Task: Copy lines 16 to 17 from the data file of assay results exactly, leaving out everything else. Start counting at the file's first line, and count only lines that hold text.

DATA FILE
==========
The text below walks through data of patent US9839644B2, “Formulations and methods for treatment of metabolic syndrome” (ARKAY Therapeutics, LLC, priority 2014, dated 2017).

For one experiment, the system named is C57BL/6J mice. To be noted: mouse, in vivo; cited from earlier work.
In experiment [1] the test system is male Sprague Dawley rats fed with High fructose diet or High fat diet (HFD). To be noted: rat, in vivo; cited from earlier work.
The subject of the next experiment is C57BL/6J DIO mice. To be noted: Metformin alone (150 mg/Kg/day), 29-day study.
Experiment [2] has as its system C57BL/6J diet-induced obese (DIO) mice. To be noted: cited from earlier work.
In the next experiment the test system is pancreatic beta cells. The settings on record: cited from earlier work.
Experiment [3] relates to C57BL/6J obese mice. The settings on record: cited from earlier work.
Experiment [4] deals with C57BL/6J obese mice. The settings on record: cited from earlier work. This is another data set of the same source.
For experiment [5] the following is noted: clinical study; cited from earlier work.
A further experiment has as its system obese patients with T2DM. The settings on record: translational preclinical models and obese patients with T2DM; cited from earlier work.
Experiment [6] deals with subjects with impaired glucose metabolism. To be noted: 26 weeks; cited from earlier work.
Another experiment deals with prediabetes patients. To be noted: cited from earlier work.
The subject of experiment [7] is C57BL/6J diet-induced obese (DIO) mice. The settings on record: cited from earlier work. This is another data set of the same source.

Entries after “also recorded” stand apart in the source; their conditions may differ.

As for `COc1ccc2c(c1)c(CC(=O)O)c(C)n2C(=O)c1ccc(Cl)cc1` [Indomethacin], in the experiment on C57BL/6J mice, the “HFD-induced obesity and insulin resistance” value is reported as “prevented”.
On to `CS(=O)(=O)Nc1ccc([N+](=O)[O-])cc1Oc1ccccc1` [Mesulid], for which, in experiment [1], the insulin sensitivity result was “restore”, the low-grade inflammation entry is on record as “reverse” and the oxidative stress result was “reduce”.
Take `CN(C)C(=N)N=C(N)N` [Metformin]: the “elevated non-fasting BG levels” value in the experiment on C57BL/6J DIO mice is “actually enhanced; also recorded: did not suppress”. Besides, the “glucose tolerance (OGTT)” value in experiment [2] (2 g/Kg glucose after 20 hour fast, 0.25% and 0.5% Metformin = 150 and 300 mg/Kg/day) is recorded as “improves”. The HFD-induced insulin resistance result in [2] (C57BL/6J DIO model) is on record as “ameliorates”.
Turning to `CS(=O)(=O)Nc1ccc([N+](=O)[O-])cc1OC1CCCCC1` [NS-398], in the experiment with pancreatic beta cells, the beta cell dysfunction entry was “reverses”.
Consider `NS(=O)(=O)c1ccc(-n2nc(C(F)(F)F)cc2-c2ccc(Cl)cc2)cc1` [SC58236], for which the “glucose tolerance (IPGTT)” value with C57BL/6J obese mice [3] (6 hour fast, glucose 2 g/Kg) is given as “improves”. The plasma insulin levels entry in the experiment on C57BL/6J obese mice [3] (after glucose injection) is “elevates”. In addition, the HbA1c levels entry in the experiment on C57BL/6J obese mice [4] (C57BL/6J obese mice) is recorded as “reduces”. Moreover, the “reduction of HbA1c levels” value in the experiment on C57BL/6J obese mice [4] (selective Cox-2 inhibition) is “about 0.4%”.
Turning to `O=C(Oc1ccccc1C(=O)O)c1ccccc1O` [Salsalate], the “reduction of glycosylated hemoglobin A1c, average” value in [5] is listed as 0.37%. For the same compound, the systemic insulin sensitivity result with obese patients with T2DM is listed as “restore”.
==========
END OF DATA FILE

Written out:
On to `CS(=O)(=O)Nc1ccc([N+](=O)[O-])cc1Oc1ccccc1` [Mesulid], for which, in experiment [1], the insulin sensitivity result was “restore”, the low-grade inflammation entry is on record as “reverse” and the oxidative stress result was “reduce”.
Take `CN(C)C(=N)N=C(N)N` [Metformin]: the “elevated non-fasting BG levels” value in the experiment on C57BL/6J DIO mice is “actually enhanced; also recorded: did not suppress”. Besides, the “glucose tolerance (OGTT)” value in experiment [2] (2 g/Kg glucose after 20 hour fast, 0.25% and 0.5% Metformin = 150 and 300 mg/Kg/day) is recorded as “improves”. The HFD-induced insulin resistance result in [2] (C57BL/6J DIO model) is on record as “ameliorates”.